Harley-Davidson’s Downshift in Second-Quarter Retail Sales
Well ahead of estimates, Harley-Davidson’s second-quarter EPS rose 34%, to $1.62. The quarter’s upside was driven by a gross margin of 39.3%, up 240 basis points, exceeding estimates on increased volume and manufacturing efficiencies, price benefit and favorable mix, currency and raw materials
Operating margin jumped 320 basis points to 29.7%, together with an improvement of 170 basis points and better financial services income. Retail sales were disappointing in second quarter, as worldwide sales disappointed against projections. A likely factor, per management, was a lingering winter during the quarter. Steep declines in Sportster sales ahead of the Street launch were also to blame, with this being made worse by delays in the Street’s supply chain.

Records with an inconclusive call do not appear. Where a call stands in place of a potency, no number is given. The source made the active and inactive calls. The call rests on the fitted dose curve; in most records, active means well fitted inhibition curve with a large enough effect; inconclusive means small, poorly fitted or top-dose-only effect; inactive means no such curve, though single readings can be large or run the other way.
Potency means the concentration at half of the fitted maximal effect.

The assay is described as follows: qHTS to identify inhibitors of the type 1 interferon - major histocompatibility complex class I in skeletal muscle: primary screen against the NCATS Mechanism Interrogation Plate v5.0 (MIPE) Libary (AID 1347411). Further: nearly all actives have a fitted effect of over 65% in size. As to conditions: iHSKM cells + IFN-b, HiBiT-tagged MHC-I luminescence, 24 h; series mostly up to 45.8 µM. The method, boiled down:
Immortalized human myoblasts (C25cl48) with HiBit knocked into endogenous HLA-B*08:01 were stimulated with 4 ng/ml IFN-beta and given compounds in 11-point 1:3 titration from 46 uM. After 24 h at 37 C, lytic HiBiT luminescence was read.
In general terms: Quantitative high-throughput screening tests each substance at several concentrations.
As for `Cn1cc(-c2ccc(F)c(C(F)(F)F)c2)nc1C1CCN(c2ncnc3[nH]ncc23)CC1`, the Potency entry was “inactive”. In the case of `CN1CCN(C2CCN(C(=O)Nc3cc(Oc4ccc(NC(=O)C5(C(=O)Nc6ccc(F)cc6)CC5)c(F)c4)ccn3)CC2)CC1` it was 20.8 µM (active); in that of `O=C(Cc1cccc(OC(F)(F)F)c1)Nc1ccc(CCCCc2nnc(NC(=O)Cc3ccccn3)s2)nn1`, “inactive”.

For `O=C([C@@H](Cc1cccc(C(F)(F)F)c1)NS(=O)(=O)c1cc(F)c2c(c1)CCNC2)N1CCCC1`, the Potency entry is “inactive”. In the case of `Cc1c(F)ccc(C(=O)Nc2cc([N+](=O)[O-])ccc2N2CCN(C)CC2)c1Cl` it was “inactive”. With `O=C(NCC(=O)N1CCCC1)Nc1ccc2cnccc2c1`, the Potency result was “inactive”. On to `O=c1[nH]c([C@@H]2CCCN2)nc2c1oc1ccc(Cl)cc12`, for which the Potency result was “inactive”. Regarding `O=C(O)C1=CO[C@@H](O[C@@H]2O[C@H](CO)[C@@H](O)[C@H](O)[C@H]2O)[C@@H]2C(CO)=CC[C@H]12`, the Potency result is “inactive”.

In addition, as in the first quarter, comparisons against Road Glide sales a year ago are skewing metrics. Road Glides represented around 10% of Harley’s retail sales in the first half of 2013. Management encouragingly announced Road Glide’s introduction for model year 2015 will be August. Though Polaris’s launch of Indian concerns investors, Touring bike sales remain strong and have risen double digits in the first half of the year. Declining 260 basis points to 50.3%, Harley’s overall domestic market share reflects the loss of Road Glide sales and soft Sportster sales.
A learning curve, with many new suppliers in an International supply chain, reflects in Harley’s start-up issues. US shipments were also delayed due to finish and quality issues. Harley expects a strict Street allocation of two bikes per dealer through August, with increases into the fourth quarter. Incremental airfreight is expected to total $5 million in Street-related costs in the third quarter.